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Care of the Elderly in Japan: Changing Norms and Expectations
Naohiro Ogawa and Robert D. Retherford
Journal of Marriage and Family
Vol. 55, No. 3 (Aug., 1993), pp. 585-597
Published by: National Council on Family Relations
Stable URL: http://www.jstor.org/stable/353340
Page Count: 13
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This article analyzes changes in norms of filial care for elderly parents and expectations of old-age support from children, based on a series of national surveys of currently married women of reproductive age in Japan. The analysis suggests that norms of filial care for elderly parents were fairly constant from 1963 until 1986, when a major weakening of norms began. The sudden normative shift after 1986 is conceptualized as a rapid diffusion process, which appears to have been triggered by government efforts to shift some of the burden of caring for the elderly back to families. In contrast to norms of care for elderly parents, expectations of old-age support from children have declined steadily over time, adapting continuously to changes in underlying socio-economic and demographic conditions. Overall, the findings suggest that government efforts to shift the burden of caring for the elderly back to families may not be successful.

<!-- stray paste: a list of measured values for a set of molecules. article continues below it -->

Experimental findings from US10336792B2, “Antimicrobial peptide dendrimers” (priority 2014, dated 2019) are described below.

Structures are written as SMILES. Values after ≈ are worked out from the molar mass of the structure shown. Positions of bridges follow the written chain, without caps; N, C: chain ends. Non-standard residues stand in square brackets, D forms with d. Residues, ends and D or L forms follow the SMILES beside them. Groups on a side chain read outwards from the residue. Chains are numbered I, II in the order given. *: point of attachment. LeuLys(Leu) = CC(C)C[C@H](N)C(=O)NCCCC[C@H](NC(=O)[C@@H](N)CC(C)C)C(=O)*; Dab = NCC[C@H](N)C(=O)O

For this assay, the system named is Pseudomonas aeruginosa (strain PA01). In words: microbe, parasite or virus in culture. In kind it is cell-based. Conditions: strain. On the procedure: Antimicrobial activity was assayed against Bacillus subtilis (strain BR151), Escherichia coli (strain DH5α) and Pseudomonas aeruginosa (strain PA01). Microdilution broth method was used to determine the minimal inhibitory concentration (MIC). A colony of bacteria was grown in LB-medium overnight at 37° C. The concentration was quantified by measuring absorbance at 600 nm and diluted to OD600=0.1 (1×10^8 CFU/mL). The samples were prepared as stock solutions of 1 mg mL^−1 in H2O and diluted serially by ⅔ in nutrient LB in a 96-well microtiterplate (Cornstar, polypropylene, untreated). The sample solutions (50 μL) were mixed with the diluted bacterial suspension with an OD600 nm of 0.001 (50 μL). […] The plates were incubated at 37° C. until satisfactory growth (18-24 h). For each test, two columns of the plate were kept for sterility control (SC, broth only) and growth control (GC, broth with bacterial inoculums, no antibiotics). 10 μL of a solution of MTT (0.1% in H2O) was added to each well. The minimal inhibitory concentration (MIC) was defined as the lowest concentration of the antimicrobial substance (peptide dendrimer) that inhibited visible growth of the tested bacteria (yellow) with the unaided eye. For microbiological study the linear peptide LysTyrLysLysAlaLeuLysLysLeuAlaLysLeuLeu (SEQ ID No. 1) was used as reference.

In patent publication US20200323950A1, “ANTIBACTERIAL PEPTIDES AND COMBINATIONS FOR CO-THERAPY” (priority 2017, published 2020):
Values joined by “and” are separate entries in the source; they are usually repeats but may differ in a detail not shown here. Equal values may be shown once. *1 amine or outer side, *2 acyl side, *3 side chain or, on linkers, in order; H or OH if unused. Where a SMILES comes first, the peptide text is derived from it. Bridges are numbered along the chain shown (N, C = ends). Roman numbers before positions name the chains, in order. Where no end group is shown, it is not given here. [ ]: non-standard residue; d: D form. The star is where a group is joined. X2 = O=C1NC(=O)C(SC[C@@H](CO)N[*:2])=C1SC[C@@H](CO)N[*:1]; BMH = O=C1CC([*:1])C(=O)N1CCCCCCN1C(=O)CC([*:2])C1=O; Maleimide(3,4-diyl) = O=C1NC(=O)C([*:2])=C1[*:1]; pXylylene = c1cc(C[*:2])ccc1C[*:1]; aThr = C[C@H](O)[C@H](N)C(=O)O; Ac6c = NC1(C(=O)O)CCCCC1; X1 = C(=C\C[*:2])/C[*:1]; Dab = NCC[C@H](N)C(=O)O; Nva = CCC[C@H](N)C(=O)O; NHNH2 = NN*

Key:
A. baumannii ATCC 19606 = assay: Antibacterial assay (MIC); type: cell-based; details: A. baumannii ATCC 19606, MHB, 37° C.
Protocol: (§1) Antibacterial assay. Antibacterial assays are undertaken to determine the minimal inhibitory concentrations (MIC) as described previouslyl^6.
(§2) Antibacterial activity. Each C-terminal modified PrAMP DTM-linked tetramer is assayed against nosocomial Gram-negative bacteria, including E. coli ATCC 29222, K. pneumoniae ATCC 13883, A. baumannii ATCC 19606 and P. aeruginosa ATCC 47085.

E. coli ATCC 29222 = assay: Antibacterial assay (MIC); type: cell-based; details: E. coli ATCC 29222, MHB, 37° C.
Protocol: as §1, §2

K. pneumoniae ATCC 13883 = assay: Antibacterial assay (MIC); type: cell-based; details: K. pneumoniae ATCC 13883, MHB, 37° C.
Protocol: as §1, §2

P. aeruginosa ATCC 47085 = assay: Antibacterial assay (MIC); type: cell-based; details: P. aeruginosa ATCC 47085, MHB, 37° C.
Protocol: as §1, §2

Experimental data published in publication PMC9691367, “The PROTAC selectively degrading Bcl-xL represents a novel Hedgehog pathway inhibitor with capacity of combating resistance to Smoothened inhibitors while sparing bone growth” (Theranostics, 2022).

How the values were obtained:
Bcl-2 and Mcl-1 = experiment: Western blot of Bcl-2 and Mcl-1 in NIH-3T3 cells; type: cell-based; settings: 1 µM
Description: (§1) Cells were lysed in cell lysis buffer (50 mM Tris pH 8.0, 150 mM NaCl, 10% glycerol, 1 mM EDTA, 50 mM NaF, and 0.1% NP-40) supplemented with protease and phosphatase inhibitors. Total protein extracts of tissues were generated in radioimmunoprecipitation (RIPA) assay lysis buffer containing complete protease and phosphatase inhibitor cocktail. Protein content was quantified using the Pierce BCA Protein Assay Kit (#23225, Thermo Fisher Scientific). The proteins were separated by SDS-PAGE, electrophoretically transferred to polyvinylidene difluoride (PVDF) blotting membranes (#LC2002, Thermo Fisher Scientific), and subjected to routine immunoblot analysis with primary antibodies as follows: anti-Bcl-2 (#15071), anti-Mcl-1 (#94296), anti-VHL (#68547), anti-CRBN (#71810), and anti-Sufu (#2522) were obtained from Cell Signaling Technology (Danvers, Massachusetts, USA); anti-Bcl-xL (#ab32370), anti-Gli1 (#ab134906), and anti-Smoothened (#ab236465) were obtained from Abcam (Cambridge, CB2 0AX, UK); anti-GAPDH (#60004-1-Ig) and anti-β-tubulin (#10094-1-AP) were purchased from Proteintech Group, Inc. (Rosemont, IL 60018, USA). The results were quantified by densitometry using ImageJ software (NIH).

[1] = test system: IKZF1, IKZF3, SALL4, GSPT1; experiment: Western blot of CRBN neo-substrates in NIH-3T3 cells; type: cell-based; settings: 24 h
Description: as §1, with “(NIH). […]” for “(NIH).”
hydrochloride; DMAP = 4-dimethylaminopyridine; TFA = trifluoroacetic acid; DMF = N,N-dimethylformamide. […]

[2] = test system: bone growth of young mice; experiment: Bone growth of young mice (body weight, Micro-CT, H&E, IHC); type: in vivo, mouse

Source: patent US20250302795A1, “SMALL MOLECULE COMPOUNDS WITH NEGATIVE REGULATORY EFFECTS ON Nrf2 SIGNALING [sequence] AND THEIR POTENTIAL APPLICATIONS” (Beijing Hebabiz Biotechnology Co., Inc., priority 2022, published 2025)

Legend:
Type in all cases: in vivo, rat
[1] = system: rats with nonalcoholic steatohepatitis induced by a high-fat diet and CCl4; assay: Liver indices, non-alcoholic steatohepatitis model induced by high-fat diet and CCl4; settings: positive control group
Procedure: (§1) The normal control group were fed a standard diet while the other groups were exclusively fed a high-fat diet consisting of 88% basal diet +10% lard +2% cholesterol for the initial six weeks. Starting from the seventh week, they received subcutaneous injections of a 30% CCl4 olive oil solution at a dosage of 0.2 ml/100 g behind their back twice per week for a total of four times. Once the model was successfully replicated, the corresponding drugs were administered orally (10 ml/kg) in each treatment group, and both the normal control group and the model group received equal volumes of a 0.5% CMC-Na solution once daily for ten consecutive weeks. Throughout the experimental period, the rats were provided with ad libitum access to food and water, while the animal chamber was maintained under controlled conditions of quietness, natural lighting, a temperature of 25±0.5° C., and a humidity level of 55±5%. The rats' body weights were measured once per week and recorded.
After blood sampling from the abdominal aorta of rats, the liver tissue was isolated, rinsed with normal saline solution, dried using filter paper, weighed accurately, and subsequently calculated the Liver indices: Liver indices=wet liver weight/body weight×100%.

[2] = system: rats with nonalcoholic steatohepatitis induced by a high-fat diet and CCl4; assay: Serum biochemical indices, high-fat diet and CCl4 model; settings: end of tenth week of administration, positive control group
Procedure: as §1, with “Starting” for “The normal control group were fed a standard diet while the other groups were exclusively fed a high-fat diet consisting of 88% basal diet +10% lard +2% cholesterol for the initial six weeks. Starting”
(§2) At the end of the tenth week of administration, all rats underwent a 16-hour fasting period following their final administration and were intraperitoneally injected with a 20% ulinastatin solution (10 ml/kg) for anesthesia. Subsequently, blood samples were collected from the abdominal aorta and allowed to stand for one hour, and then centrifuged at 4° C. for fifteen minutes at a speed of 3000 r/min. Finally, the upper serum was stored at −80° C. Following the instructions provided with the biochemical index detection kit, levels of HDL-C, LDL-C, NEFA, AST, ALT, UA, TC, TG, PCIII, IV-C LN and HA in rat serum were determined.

Journal of Marriage and Family © 1993 National Council on Family Relations